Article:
Click here for PDF
Following completion of the formalities, the provisions of the Withdrawal Agreement come into effect as of 11pm GMT today, 31 January 2020, following which the UK will no longer be a member of the European Union. The Withdrawal Agreement provides for a transition period until 31 December 2020 (the “Transition Period”). During the Transition Period, EU law will continue to be applicable within the UK and the UK will continue to be treated as a Member State until 31 December 2020.
Set out below are answers to some of the most pressing questions relating to the status of UK and EU trade marks and designs during and after the Transition Period.
Following Brexit, what is the position of the UK Government in relation to EU Trade Marks, International Trade Mark Registrations designating the EU and Registered Community Designs?
The UK Government will ensure that the property rights in all existing registered EU trade marks and registered Community designs will continue to be protected and enforceable in the UK by providing for the creation of an equivalent UK-registered trade mark or design.
Rights holders with an existing EU trade mark or registered Community design as of 31 December 2020 will be granted a new UK equivalent right, which will come into force as of 1 January 2021 and benefit from the same filing date as the original EUTM/registered Community design.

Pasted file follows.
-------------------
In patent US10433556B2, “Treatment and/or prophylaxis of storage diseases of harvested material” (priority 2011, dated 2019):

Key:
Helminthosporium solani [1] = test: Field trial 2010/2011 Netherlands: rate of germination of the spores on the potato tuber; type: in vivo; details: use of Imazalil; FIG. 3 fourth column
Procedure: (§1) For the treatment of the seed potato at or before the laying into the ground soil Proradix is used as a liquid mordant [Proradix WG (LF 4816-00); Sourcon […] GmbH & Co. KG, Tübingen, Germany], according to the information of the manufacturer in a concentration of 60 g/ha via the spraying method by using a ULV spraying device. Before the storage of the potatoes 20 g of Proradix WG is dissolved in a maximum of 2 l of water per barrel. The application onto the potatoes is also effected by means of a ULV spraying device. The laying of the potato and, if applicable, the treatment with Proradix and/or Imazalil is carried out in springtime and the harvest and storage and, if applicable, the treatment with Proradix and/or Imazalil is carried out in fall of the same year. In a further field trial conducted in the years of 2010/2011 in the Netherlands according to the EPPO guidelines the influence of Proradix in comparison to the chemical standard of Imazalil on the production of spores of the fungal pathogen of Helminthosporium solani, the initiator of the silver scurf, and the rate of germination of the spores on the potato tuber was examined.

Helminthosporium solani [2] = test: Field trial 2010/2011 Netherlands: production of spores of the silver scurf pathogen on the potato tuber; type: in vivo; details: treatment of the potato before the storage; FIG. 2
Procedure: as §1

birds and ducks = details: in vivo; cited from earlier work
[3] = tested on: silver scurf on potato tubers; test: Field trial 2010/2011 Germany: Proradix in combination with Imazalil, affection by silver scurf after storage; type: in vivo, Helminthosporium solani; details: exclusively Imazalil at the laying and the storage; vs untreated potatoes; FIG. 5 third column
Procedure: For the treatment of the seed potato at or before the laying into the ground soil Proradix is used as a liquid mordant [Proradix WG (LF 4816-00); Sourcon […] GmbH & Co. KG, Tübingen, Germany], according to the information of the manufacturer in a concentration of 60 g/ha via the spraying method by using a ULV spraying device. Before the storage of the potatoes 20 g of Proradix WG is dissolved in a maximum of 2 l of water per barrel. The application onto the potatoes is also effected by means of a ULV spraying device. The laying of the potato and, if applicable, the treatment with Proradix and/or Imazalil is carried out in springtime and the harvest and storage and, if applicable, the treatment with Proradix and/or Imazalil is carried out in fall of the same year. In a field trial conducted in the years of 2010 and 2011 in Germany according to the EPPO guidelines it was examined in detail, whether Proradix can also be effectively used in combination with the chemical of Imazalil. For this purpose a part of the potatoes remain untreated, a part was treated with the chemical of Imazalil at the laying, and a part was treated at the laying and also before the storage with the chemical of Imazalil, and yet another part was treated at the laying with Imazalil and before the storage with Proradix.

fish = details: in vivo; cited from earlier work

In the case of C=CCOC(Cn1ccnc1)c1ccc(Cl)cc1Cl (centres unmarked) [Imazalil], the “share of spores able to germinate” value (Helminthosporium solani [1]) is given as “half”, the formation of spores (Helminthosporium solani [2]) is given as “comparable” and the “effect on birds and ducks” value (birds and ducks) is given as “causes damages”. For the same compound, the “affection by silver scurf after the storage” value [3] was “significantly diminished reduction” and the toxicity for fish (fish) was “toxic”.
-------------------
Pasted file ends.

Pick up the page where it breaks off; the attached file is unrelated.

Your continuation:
The UK Government has indicated that the new UK right will be provided with minimal administrative burden, confirming that no official fee will be payable by the trade mark proprietor. The trade mark or design will then be treated as if it had been applied for and registered under UK law. Consequently, the newly-granted trade marks and designs will be subject to renewal in the UK, can form the basis for proceedings before the UK Courts and the UKIPO and can be assigned and licensed independently from the EU right.
The same provisions will apply to international registrations designating the EU filed with the World Intellectual Property Organisation (“WIPO”). The UK’s approach will ensure that there is continued protection in the UK from 1 January 2021 onwards for trade marks and registered designs (filed through the Madrid and Hague Systems, and designating the EU as the area where they apply).